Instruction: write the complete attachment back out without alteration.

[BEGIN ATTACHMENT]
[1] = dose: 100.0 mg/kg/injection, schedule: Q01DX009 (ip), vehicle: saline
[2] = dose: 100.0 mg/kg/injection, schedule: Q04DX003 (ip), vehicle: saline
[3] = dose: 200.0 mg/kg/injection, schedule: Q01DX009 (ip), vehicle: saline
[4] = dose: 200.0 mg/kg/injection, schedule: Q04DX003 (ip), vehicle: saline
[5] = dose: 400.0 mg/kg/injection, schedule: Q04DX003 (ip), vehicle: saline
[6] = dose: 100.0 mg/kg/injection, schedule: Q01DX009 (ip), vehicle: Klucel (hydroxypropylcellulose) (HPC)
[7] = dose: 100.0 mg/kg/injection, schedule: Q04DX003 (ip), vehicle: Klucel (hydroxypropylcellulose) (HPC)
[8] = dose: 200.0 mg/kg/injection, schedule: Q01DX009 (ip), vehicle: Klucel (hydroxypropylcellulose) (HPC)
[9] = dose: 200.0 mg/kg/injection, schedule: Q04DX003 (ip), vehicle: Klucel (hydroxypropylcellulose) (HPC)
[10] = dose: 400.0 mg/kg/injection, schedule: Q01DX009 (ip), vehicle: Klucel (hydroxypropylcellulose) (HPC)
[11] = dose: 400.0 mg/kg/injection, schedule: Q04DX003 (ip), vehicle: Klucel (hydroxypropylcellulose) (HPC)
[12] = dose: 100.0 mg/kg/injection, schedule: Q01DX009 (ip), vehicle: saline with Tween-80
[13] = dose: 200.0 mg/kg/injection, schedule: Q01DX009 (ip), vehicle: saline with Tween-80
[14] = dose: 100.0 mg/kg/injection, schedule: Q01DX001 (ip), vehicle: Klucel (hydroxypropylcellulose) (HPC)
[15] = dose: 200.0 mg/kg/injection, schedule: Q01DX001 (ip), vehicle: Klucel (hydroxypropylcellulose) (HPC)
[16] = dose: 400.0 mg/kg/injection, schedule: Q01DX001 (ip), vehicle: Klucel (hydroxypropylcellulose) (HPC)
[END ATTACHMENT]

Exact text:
[1] = dose: 100.0 mg/kg/injection, schedule: Q01DX009 (ip), vehicle: saline
[2] = dose: 100.0 mg/kg/injection, schedule: Q04DX003 (ip), vehicle: saline
[3] = dose: 200.0 mg/kg/injection, schedule: Q01DX009 (ip), vehicle: saline
[4] = dose: 200.0 mg/kg/injection, schedule: Q04DX003 (ip), vehicle: saline
[5] = dose: 400.0 mg/kg/injection, schedule: Q04DX003 (ip), vehicle: saline
[6] = dose: 100.0 mg/kg/injection, schedule: Q01DX009 (ip), vehicle: Klucel (hydroxypropylcellulose) (HPC)
[7] = dose: 100.0 mg/kg/injection, schedule: Q04DX003 (ip), vehicle: Klucel (hydroxypropylcellulose) (HPC)
[8] = dose: 200.0 mg/kg/injection, schedule: Q01DX009 (ip), vehicle: Klucel (hydroxypropylcellulose) (HPC)
[9] = dose: 200.0 mg/kg/injection, schedule: Q04DX003 (ip), vehicle: Klucel (hydroxypropylcellulose) (HPC)
[10] = dose: 400.0 mg/kg/injection, schedule: Q01DX009 (ip), vehicle: Klucel (hydroxypropylcellulose) (HPC)
[11] = dose: 400.0 mg/kg/injection, schedule: Q04DX003 (ip), vehicle: Klucel (hydroxypropylcellulose) (HPC)
[12] = dose: 100.0 mg/kg/injection, schedule: Q01DX009 (ip), vehicle: saline with Tween-80
[13] = dose: 200.0 mg/kg/injection, schedule: Q01DX009 (ip), vehicle: saline with Tween-80
[14] = dose: 100.0 mg/kg/injection, schedule: Q01DX001 (ip), vehicle: Klucel (hydroxypropylcellulose) (HPC)
[15] = dose: 200.0 mg/kg/injection, schedule: Q01DX001 (ip), vehicle: Klucel (hydroxypropylcellulose) (HPC)
[16] = dose: 400.0 mg/kg/injection, schedule: Q01DX001 (ip), vehicle: Klucel (hydroxypropylcellulose) (HPC)